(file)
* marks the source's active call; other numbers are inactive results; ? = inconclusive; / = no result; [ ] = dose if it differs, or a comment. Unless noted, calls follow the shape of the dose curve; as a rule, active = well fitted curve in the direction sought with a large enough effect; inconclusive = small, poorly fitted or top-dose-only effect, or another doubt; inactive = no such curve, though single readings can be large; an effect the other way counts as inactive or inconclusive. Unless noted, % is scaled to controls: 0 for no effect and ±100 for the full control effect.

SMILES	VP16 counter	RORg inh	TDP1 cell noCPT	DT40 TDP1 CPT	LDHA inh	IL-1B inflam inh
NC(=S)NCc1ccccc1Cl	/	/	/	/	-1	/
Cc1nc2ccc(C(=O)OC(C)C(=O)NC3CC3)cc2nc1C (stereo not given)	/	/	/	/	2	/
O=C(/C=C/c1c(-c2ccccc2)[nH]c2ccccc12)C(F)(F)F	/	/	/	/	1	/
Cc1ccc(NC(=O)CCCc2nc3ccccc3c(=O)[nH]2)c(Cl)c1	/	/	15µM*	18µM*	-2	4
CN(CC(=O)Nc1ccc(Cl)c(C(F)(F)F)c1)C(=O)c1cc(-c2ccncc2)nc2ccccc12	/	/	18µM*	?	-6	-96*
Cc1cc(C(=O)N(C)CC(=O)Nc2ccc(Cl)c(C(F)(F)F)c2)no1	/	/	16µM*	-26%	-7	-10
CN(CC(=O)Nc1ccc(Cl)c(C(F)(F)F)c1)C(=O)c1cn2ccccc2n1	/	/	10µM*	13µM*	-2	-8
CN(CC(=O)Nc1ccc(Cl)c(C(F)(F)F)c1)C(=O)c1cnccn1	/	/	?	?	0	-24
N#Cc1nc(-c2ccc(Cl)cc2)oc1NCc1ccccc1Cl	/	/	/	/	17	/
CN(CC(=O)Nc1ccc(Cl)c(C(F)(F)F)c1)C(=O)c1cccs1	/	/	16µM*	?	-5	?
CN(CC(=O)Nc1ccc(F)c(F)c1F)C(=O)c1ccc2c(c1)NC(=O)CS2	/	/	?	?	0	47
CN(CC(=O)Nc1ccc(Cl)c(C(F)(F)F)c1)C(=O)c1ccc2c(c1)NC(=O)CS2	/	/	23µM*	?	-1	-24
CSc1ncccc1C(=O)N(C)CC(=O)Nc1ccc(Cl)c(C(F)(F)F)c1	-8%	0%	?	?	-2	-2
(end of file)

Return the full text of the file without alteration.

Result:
* marks the source's active call; other numbers are inactive results; ? = inconclusive; / = no result; [ ] = dose if it differs, or a comment. Unless noted, calls follow the shape of the dose curve; as a rule, active = well fitted curve in the direction sought with a large enough effect; inconclusive = small, poorly fitted or top-dose-only effect, or another doubt; inactive = no such curve, though single readings can be large; an effect the other way counts as inactive or inconclusive. Unless noted, % is scaled to controls: 0 for no effect and ±100 for the full control effect.

SMILES	VP16 counter	RORg inh	TDP1 cell noCPT	DT40 TDP1 CPT	LDHA inh	IL-1B inflam inh
NC(=S)NCc1ccccc1Cl	/	/	/	/	-1	/
Cc1nc2ccc(C(=O)OC(C)C(=O)NC3CC3)cc2nc1C (stereo not given)	/	/	/	/	2	/
O=C(/C=C/c1c(-c2ccccc2)[nH]c2ccccc12)C(F)(F)F	/	/	/	/	1	/
Cc1ccc(NC(=O)CCCc2nc3ccccc3c(=O)[nH]2)c(Cl)c1	/	/	15µM*	18µM*	-2	4
CN(CC(=O)Nc1ccc(Cl)c(C(F)(F)F)c1)C(=O)c1cc(-c2ccncc2)nc2ccccc12	/	/	18µM*	?	-6	-96*
Cc1cc(C(=O)N(C)CC(=O)Nc2ccc(Cl)c(C(F)(F)F)c2)no1	/	/	16µM*	-26%	-7	-10
CN(CC(=O)Nc1ccc(Cl)c(C(F)(F)F)c1)C(=O)c1cn2ccccc2n1	/	/	10µM*	13µM*	-2	-8
CN(CC(=O)Nc1ccc(Cl)c(C(F)(F)F)c1)C(=O)c1cnccn1	/	/	?	?	0	-24
N#Cc1nc(-c2ccc(Cl)cc2)oc1NCc1ccccc1Cl	/	/	/	/	17	/
CN(CC(=O)Nc1ccc(Cl)c(C(F)(F)F)c1)C(=O)c1cccs1	/	/	16µM*	?	-5	?
CN(CC(=O)Nc1ccc(F)c(F)c1F)C(=O)c1ccc2c(c1)NC(=O)CS2	/	/	?	?	0	47
CN(CC(=O)Nc1ccc(Cl)c(C(F)(F)F)c1)C(=O)c1ccc2c(c1)NC(=O)CS2	/	/	23µM*	?	-1	-24
CSc1ncccc1C(=O)N(C)CC(=O)Nc1ccc(Cl)c(C(F)(F)F)c1	-8%	0%	?	?	-2	-2